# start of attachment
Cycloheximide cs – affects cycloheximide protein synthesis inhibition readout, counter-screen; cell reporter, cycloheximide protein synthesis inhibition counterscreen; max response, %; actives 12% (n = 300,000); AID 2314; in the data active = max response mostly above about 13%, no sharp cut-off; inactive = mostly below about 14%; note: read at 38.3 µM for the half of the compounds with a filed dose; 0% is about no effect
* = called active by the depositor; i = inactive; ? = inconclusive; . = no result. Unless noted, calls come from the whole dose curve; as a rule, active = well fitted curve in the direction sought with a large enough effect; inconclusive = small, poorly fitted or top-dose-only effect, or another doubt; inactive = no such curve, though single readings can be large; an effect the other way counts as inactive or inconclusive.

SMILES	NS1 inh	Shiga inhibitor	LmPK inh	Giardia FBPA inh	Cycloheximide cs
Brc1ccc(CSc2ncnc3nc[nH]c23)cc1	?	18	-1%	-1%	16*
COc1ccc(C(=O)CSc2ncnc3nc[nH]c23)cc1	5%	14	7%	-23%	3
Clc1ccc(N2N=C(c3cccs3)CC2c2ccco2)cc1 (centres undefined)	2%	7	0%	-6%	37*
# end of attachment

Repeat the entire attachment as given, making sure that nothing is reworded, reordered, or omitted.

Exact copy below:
Cycloheximide cs – affects cycloheximide protein synthesis inhibition readout, counter-screen; cell reporter, cycloheximide protein synthesis inhibition counterscreen; max response, %; actives 12% (n = 300,000); AID 2314; in the data active = max response mostly above about 13%, no sharp cut-off; inactive = mostly below about 14%; note: read at 38.3 µM for the half of the compounds with a filed dose; 0% is about no effect
* = called active by the depositor; i = inactive; ? = inconclusive; . = no result. Unless noted, calls come from the whole dose curve; as a rule, active = well fitted curve in the direction sought with a large enough effect; inconclusive = small, poorly fitted or top-dose-only effect, or another doubt; inactive = no such curve, though single readings can be large; an effect the other way counts as inactive or inconclusive.

SMILES	NS1 inh	Shiga inhibitor	LmPK inh	Giardia FBPA inh	Cycloheximide cs
Brc1ccc(CSc2ncnc3nc[nH]c23)cc1	?	18	-1%	-1%	16*
COc1ccc(C(=O)CSc2ncnc3nc[nH]c23)cc1	5%	14	7%	-23%	3
Clc1ccc(N2N=C(c3cccs3)CC2c2ccco2)cc1 (centres undefined)	2%	7	0%	-6%	37*